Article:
Facilitation

I read an article on the BBC the other day that made me thoughtful ‘Campaign puts £88bn economic value on ‘soft skills’.

The opening line pretty much sums up the thrust of the piece.  Skills such as communication, initiative, interacting with customers and team working need to be taken much more seriously as factors for business success.  It prompted me to make a few subjective reflections. These are based purely on my experience and impressions so you are very welcome to disagree with them!

1.    There are many organisations that do recognise the financial benefits to be gained by paying attention to their culture and engagement, and we have great fun working with them.  We do a lot of work in this space with the financial sector. Initially I found this counter intuitive – businesses that I perceive to be dedicated to money often pay the greatest importance to their people. Of course, it is not counter intuitive at all – they simply recognise that when you pay attention to your people, you are paying attention to the bottom line. That is the point. And they are prepared to show leadership by making an investment in the absence of the cast iron measurable proof that others need (and is often so hard to provide).

2.     Who says we have to call them ‘soft’ skills? My experience is that many people find them more challenging than the technical elements of their job. There is no manual that tells you how to respond to the infinitely diverse individuals and situations that arise. And as authenticity lies at the heart of great communication and engagement, we will all have a different response that’s right for us – we can’t simply copy the role model template. Perhaps they should be called ‘hard skills’ and that might get more peoples’ attention.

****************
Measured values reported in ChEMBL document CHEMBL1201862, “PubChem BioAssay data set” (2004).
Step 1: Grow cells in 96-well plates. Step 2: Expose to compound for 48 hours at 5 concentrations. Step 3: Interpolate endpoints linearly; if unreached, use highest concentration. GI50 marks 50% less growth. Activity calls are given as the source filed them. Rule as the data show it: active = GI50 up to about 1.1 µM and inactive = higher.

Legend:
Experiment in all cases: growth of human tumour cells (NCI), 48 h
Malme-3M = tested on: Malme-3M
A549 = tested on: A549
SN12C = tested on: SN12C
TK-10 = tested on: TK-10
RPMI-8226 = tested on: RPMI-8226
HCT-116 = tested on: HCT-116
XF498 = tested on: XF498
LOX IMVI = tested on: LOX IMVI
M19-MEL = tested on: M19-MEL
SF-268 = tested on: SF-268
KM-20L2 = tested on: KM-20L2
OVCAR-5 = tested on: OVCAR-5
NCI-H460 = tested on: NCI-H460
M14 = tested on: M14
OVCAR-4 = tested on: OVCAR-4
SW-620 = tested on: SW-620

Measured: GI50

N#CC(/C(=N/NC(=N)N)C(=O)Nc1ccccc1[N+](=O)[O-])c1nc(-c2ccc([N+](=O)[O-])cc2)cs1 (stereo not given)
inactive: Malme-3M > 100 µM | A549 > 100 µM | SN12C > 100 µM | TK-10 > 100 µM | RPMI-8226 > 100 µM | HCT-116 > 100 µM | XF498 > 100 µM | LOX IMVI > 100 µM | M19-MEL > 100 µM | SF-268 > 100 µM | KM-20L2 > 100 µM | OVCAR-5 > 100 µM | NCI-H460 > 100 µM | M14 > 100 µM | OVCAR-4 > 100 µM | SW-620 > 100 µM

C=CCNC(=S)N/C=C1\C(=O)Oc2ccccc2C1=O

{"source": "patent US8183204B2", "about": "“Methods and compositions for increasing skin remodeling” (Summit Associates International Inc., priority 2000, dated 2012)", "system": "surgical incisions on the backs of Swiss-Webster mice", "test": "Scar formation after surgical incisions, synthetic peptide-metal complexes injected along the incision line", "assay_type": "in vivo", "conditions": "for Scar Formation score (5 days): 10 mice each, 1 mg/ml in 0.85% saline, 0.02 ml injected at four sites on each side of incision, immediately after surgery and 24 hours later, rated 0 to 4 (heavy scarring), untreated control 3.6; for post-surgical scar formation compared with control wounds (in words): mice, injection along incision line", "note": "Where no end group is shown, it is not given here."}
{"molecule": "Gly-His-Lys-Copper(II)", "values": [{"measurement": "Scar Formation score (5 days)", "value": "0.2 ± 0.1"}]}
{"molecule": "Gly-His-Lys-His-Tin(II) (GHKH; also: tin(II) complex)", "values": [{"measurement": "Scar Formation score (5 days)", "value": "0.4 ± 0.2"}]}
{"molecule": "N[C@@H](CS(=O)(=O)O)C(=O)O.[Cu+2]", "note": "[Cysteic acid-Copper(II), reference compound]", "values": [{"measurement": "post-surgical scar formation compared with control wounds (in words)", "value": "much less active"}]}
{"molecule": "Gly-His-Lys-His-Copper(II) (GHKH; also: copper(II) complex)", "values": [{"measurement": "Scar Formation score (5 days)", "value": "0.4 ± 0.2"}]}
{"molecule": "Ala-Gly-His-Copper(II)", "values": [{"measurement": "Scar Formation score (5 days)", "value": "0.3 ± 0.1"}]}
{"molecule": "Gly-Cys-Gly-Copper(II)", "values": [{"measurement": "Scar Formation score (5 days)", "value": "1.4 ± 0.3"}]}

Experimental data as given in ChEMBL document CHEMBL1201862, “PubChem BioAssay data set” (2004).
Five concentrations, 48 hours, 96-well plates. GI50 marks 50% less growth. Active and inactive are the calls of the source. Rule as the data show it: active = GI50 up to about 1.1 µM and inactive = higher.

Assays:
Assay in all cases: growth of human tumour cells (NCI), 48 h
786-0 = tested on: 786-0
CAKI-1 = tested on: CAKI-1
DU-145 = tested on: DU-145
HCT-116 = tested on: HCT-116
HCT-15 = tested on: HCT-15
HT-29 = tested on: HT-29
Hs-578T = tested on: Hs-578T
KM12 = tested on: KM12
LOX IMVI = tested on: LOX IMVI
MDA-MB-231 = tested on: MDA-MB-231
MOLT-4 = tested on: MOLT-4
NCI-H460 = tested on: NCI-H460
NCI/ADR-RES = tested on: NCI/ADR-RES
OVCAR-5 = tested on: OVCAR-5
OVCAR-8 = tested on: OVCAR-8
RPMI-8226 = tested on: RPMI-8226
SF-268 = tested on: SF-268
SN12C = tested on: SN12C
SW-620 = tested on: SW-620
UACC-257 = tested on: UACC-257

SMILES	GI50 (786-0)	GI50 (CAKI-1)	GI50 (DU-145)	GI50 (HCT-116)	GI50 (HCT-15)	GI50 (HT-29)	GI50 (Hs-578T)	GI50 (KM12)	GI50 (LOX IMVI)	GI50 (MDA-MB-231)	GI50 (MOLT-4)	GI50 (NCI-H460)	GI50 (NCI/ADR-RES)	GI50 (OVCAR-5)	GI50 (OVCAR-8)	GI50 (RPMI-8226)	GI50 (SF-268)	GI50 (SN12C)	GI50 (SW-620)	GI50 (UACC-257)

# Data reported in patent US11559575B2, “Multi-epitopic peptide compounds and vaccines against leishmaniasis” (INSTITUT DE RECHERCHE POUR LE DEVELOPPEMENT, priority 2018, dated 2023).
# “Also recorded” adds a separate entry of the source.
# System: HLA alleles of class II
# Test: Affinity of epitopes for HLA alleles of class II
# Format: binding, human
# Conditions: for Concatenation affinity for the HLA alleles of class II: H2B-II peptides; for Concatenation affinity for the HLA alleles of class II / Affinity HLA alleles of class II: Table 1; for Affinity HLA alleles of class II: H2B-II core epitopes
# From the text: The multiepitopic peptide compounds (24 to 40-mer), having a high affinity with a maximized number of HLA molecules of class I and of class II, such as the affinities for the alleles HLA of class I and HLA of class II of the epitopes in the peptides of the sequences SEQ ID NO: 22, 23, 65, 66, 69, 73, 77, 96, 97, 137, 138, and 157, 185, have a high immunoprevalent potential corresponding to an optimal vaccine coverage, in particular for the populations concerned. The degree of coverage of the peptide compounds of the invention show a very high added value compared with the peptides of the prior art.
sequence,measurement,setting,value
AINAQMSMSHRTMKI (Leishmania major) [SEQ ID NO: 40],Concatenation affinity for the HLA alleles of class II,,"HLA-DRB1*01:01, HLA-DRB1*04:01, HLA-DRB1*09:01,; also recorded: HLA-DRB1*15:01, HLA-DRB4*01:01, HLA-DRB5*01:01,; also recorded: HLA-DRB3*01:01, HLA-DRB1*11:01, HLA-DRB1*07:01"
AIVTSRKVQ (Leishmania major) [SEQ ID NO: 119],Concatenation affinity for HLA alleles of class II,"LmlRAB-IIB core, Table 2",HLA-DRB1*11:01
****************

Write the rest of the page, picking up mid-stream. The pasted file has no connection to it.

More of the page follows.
3.    ‘No amount of “soft skills” will help anyone wire a plug, or do anything practical.’ The comments that follow the article are in part insightful, part entertaining and part depressing! Perhaps that is true of any internet commentary. One common position seems to be that we have to choose ‘either, or’. For example – ‘Would you rather have a doctor that got the diagnosis right and was rude or a doctor that smiled politely and got it wrong?’ Surely it is not a choice – we can have both? And won’t a doctor that can engage well with a patient be far more likely to draw out the insight required to make the right diagnosis?

So to leave you with a different option from the ‘either / or’ debate:   How will your customers, employees and shareholders benefit when your investment in your people capabilities enhances your investment in your technical skills?

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